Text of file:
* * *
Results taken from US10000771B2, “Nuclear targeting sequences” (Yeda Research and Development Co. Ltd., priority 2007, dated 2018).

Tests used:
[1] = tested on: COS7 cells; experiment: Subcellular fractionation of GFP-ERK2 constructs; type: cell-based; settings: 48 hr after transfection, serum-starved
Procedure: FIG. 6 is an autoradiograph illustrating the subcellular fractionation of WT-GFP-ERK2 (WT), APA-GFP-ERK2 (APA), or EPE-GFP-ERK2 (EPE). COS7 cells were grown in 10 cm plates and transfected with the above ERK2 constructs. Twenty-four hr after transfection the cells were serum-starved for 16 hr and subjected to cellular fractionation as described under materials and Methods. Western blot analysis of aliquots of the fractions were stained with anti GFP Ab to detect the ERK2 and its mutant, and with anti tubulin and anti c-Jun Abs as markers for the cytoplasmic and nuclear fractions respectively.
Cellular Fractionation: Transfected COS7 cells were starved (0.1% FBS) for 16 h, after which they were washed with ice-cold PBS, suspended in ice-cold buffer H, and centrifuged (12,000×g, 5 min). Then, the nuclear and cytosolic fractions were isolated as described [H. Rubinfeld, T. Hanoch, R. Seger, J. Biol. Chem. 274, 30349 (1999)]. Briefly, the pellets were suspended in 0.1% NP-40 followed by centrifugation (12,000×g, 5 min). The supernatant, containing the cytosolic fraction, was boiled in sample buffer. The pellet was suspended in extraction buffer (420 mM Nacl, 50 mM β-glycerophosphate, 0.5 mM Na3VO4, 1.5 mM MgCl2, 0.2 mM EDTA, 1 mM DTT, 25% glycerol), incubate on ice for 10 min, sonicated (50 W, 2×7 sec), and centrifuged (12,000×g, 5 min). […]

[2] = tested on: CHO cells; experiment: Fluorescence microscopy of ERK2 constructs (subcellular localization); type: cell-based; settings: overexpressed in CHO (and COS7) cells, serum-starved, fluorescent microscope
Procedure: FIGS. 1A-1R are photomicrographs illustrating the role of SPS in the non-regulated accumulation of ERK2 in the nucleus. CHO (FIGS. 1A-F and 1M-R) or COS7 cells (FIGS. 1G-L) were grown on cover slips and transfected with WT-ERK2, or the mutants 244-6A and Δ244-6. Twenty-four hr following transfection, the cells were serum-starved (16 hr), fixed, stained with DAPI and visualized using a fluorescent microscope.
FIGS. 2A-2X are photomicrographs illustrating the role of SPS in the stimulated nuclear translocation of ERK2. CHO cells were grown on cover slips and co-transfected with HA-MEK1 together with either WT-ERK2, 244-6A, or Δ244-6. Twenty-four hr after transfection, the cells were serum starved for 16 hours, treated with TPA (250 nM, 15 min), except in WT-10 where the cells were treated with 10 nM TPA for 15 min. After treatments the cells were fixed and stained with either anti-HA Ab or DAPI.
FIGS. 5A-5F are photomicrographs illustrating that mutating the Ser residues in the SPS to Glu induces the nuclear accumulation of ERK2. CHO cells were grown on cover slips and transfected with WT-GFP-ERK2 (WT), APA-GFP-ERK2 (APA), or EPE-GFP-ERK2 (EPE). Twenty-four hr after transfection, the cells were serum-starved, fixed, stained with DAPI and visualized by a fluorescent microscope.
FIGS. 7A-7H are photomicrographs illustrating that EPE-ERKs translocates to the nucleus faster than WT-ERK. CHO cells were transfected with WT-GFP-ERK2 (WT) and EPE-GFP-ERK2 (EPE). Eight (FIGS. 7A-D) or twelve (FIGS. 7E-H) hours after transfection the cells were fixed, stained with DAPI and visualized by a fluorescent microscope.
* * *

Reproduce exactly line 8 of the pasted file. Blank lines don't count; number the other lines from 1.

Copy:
FIGS. 2A-2X are photomicrographs illustrating the role of SPS in the stimulated nuclear translocation of ERK2. CHO cells were grown on cover slips and co-transfected with HA-MEK1 together with either WT-ERK2, 244-6A, or Δ244-6. Twenty-four hr after transfection, the cells were serum starved for 16 hours, treated with TPA (250 nM, 15 min), except in WT-10 where the cells were treated with 10 nM TPA for 15 min. After treatments the cells were fixed and stained with either anti-HA Ab or DAPI.